Thursday, January 29, 2015

Ski Republic is no more, but the revolution lives on

I'm sitting here waiting for the long-promised snow storm to hit us; we have been promised 50cm in the next 24  hours and the possibility of a 'semaine de blanc' after that. The last time we have a really big downfall was the 27th December (although there's been a fair amount of snow but in small quantities), and the chaos that ensued was well documented by the British and French press. Perhaps it's only going to snow seriously on the 27th of the month this season! In any case, we could really do with it to get Les Arcs up tip-top condition for the school holiday, which in France start in two weeks time.

In today's Dauphiné I read that the beleaguered 'low-cost' ski hire business Ski Republic has finally be sold off to Danisports (already owners of the  Precision Ski franchises and brands). Ski Republic was a brilliant idea, stared by Lionel Favre in 2006. Impressed by business approach of Stelios Haji-Ioannou, the founder of EasyJet, Favre realised that the complacent, overpriced and frequently monopolistic hire shops to be found in every european ski resort could produce even more profit if their costs were carefully controlled and they were more 'marketing driven'.

 The main idea was stunningly simple: instead of holding large stocks of equipment in expensive resort retail premises the skis, board and boots etc. were warehoused in a cheap industrial unit in the valley (in fact just outside Bourg St Maurice). Servicing and preparation of the equipment was thus done centrally, making the best use of expensive machines and technicians, and the materiel delivered to tiny retail shops (hardly more than kiosks) by garishly-coloured eye-catching vans. In addition all the marketing and order-taking was done via a well-designed website. Unlike 'traditional' ski hire shops with their extortionate mark-ups, incomprehensible and randomly-applied tarifs you knew how much you were going to pay as you paid it 'up-front'. This was good for Ski Republic's cashflow, enabling them to keep their prices low and to offer their famous 'hire one get one free' deal.

Many traditional ski shops were owned by local families whose community standing pre-dated the coming of industrialised skiing in the 1960s and 70s, and they were incensed with the threat to their perceived right to exploit and abuse tourists to the full. Consequently several Ski Republic shops were set alight, vandalised or had their door locks super-glued, tyres were slashed and SR staff threatened and abused.  But the newcomer really did cause a revolution in ski hire - eventually prices were forced down generally, price lists simplified and large discounts promised to skiers who pre-booked their equipment on the shops (often hastily and badly designed) websites. Transparency and competition led to a better and cheaper service for everyone, but also led to the domination of a few large franchises such as InterSport, Precision Ski and SkiSet. Sadly, some quality independent operations like Twinner Sports disappeared  completely.

But it all went badly wrong for Ski Republic a couple of years later. Despite quickly capturing an impressive share of the market with 150,000 pairs of skis and a turnover of nearly 5 million euros it didn't make a profit in its first two years of operation. With the 2008 'credit-crunch' banks panicked over backing even slightly unconventional businesses, and SR suddenly found its line of credit broken and unable to pay its bills. The french commercial legal processes of 'cessation des paiments' and 'redressment judiciare' ensued (designed to give a struggling business protection from its creditors while it tries to pull itself together) and M. Favre was forced to liquidate all his other assets (which included the Precison Ski brand) to keep the business going.  Since then it's struggled on, with various owners and backers invloved. Finally the Tribunal de Commerce at Chambéry pulled the plug, forcing the sale and/or closure of the remanents of Ski Republic.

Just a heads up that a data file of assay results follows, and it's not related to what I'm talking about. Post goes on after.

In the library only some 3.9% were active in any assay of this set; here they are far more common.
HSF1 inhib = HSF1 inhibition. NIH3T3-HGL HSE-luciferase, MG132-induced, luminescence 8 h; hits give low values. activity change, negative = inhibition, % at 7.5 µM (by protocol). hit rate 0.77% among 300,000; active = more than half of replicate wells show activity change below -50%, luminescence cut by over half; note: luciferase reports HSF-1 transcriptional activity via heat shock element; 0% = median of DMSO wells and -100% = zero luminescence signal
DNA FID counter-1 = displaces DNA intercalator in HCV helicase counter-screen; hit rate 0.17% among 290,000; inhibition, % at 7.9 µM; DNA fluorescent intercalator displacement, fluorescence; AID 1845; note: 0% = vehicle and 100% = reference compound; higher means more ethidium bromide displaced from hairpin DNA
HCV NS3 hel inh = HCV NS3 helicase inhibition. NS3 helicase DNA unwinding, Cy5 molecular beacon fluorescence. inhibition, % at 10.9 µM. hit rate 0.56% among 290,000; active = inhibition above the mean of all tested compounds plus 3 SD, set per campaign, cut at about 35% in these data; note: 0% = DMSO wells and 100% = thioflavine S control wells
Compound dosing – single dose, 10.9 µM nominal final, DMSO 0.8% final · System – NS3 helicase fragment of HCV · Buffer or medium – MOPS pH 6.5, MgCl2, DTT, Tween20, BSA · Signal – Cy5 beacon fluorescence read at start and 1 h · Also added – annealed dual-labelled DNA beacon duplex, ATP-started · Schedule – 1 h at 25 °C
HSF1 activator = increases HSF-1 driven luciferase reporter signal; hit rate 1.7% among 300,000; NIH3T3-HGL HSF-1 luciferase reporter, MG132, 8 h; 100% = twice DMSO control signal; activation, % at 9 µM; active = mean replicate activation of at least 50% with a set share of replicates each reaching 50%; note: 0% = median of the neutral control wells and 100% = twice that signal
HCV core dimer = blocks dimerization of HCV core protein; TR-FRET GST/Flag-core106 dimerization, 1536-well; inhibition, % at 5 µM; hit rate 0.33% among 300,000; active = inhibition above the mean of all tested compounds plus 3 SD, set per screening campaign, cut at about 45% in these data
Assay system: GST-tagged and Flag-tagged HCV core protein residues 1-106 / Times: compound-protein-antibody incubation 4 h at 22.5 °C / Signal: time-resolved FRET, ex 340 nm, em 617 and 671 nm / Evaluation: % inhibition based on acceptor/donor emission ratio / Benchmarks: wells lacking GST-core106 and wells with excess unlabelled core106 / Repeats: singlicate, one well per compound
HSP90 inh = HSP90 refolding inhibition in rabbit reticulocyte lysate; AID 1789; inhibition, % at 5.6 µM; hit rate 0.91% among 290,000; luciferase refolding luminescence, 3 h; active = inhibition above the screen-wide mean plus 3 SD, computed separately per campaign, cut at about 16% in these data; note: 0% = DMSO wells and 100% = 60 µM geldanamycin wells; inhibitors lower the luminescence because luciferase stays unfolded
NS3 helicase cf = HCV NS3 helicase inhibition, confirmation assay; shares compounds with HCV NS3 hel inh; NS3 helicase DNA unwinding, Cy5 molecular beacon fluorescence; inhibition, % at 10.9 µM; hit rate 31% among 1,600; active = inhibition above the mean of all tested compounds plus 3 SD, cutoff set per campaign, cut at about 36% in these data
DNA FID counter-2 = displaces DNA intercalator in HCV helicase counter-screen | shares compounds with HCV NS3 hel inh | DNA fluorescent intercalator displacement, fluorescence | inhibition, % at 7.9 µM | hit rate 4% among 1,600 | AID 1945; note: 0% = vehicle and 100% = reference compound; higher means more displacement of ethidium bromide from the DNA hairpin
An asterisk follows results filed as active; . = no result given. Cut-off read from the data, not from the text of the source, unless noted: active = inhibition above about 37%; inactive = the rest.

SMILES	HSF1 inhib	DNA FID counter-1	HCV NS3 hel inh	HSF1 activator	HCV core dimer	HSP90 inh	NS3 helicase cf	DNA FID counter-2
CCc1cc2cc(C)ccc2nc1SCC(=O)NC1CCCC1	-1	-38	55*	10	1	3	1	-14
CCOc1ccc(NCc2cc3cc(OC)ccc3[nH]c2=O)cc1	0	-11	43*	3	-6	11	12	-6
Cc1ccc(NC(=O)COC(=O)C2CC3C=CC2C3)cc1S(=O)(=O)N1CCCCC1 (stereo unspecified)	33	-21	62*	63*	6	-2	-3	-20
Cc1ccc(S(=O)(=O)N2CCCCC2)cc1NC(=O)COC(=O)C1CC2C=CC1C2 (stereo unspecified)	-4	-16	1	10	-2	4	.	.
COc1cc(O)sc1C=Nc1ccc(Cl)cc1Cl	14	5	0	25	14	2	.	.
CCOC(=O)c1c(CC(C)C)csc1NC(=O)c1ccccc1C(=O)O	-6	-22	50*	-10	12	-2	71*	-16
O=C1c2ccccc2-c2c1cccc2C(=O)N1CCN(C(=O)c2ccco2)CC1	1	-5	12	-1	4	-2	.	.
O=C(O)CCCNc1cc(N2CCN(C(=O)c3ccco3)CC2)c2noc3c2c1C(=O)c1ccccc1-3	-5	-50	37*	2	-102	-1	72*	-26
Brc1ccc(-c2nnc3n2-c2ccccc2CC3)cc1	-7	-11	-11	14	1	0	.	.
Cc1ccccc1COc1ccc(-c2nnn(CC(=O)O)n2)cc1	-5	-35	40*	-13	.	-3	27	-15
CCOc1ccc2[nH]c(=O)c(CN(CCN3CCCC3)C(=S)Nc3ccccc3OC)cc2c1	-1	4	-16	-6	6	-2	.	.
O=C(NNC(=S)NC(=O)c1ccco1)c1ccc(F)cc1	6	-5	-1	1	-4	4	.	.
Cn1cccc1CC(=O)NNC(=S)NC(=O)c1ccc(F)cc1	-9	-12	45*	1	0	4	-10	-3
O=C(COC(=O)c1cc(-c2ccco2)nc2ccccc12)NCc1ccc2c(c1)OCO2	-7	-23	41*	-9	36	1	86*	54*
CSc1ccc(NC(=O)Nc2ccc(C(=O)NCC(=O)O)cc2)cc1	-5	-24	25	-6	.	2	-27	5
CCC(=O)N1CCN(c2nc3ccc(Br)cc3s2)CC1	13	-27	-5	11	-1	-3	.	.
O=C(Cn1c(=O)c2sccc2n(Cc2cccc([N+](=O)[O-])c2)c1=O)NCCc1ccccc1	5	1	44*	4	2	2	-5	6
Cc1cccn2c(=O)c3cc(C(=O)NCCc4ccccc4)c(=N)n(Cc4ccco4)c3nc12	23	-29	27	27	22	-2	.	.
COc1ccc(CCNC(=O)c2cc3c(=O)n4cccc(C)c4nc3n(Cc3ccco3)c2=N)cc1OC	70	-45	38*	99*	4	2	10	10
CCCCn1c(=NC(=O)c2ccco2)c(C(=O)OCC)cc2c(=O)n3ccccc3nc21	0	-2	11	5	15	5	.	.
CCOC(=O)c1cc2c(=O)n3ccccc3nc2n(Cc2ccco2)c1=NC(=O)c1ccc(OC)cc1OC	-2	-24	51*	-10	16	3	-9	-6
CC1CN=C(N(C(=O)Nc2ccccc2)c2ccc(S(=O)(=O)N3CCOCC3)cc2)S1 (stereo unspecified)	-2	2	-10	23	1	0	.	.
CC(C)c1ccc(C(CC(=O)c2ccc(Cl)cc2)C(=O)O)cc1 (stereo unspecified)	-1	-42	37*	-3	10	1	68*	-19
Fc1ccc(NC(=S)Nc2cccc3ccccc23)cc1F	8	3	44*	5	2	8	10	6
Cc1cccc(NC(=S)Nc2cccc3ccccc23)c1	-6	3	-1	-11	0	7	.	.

Saulire with La Grand Casse (3855m)
A personal ski-hire anecdote: I remember how, as a relatively inexperienced skier, I had hired a pair of skis at Courchevel 1650. After a day or so I realised that the bindings were wrongly adjusted for my weight and ability (the skis kept coming off) and the braking mechanism on one of them was faulty and never descended to stop the ski sliding away when the binding was open.   
Predictably, as I was tackling the difficult, bumpy 'M' black piste below La Saulire, the ski came of on a bump and slid away, under the netting at the side of piste and fell 100m or so into the ravine below. I had to complete the remainder of  'M' on one ski and my backside, and take a series of lifts in the wrong direction to get back to the ski hire shop (closed of course, at 12). When it finally opened at 4.30pm  I explained my predicament, tired and annoyed at having lost half a day on the mountain.  The response: 'You lost ze ski? So you have to go and find it!' After pointing out the impossibility of this  I was told 'OK, so you 've to pay for a new PAIR of skis'. 
Too exhausted to argue I returned the next day to be told by the manager, 'Oh it's no problem, we give you another pair. I expect the pisteurs will find it in the Spring...'  I was relieved, but also confused.

I'm pretty sure the new owner Danisports will soon abandon the Ski Republic brand and the business model in order to build its other interests and improve its margins. Although the name may soon be forgotten, Ski Republic was responsible for revolutionising and important facet of the modern ski industry, formerly famed for its inefficiency, lack of customer service and ludicrous over-pricing.  I wonder what they's do with all those pink and yellow caravans?

No comments:

Post a Comment